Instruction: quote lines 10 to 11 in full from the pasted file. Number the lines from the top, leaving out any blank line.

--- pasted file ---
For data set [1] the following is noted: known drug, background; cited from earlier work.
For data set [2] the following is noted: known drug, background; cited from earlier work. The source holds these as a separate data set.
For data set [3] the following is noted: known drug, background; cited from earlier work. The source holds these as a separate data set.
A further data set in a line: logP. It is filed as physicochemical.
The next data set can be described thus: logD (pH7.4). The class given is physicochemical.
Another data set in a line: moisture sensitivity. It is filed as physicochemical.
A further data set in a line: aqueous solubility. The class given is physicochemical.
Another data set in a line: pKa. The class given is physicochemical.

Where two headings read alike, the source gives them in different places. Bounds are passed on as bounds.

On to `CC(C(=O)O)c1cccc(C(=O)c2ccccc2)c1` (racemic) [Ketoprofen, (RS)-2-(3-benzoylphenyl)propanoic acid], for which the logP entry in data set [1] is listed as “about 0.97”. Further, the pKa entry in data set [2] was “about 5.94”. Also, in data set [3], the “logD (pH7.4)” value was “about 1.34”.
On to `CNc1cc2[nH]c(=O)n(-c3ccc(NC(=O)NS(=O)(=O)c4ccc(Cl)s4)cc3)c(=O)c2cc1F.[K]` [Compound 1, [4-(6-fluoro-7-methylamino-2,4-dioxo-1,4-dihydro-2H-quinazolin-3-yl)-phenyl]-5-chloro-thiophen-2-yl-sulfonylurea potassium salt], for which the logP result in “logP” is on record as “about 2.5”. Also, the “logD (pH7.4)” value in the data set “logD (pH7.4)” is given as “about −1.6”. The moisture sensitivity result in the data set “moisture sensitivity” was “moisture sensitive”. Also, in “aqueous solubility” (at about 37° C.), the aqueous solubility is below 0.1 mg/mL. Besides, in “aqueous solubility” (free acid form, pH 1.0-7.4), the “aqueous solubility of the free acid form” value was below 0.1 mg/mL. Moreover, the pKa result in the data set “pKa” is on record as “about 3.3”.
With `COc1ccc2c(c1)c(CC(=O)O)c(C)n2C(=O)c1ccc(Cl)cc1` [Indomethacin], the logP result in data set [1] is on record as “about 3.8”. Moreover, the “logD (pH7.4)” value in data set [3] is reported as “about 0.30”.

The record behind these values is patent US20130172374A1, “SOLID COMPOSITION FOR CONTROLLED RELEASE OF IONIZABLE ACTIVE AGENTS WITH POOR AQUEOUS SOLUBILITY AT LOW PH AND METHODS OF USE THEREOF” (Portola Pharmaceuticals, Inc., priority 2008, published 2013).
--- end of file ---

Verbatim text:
On to `CC(C(=O)O)c1cccc(C(=O)c2ccccc2)c1` (racemic) [Ketoprofen, (RS)-2-(3-benzoylphenyl)propanoic acid], for which the logP entry in data set [1] is listed as “about 0.97”. Further, the pKa entry in data set [2] was “about 5.94”. Also, in data set [3], the “logD (pH7.4)” value was “about 1.34”.
On to `CNc1cc2[nH]c(=O)n(-c3ccc(NC(=O)NS(=O)(=O)c4ccc(Cl)s4)cc3)c(=O)c2cc1F.[K]` [Compound 1, [4-(6-fluoro-7-methylamino-2,4-dioxo-1,4-dihydro-2H-quinazolin-3-yl)-phenyl]-5-chloro-thiophen-2-yl-sulfonylurea potassium salt], for which the logP result in “logP” is on record as “about 2.5”. Also, the “logD (pH7.4)” value in the data set “logD (pH7.4)” is given as “about −1.6”. The moisture sensitivity result in the data set “moisture sensitivity” was “moisture sensitive”. Also, in “aqueous solubility” (at about 37° C.), the aqueous solubility is below 0.1 mg/mL. Besides, in “aqueous solubility” (free acid form, pH 1.0-7.4), the “aqueous solubility of the free acid form” value was below 0.1 mg/mL. Moreover, the pKa result in the data set “pKa” is on record as “about 3.3”.